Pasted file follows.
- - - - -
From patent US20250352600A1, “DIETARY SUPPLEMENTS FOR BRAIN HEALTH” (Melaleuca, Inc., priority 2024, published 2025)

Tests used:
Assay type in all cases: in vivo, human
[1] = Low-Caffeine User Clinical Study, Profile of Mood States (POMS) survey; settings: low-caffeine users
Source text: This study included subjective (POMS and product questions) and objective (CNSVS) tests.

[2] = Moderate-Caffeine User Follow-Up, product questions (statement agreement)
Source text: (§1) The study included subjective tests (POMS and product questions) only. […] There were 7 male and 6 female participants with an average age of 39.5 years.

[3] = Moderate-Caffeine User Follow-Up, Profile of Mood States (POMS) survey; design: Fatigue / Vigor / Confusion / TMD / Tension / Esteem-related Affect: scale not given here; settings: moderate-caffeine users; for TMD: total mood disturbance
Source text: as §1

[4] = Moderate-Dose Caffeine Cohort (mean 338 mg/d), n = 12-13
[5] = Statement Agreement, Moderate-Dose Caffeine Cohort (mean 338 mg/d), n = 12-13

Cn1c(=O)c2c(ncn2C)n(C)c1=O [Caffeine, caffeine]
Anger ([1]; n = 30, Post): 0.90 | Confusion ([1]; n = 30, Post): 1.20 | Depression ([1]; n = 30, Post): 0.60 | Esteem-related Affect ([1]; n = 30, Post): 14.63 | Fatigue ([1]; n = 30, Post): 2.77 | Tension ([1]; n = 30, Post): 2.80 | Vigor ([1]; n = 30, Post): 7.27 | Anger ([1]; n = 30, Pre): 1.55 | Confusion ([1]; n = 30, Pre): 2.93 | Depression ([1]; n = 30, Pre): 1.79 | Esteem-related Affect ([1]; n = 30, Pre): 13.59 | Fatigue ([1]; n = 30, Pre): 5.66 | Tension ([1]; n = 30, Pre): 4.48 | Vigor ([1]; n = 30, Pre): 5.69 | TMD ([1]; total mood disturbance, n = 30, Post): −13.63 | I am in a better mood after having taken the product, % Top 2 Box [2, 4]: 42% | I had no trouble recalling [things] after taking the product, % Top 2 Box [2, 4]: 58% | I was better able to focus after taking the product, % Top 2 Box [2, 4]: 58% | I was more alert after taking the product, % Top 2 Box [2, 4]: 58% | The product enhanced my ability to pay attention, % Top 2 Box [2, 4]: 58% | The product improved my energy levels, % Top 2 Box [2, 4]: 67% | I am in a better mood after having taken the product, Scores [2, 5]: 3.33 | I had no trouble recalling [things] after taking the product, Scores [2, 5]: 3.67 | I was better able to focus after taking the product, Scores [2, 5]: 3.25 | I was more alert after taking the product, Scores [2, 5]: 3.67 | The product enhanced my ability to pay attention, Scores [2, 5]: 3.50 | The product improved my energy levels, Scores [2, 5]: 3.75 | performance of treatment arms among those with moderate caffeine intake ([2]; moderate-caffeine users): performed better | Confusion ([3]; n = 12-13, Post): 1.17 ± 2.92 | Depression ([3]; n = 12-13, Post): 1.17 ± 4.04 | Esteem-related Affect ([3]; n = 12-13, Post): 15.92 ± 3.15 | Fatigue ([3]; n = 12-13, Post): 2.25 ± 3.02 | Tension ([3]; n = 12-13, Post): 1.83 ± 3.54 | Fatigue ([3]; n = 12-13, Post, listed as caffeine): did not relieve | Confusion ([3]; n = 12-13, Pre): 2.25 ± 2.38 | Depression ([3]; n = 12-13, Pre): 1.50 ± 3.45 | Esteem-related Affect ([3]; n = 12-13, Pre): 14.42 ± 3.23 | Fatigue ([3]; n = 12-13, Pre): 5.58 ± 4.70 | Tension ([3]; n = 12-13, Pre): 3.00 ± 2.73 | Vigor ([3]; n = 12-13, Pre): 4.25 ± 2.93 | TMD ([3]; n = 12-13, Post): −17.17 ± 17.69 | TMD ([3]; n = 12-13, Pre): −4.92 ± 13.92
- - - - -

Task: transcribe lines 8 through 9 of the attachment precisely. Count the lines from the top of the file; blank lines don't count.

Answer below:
[3] = Moderate-Caffeine User Follow-Up, Profile of Mood States (POMS) survey; design: Fatigue / Vigor / Confusion / TMD / Tension / Esteem-related Affect: scale not given here; settings: moderate-caffeine users; for TMD: total mood disturbance
Source text: as §1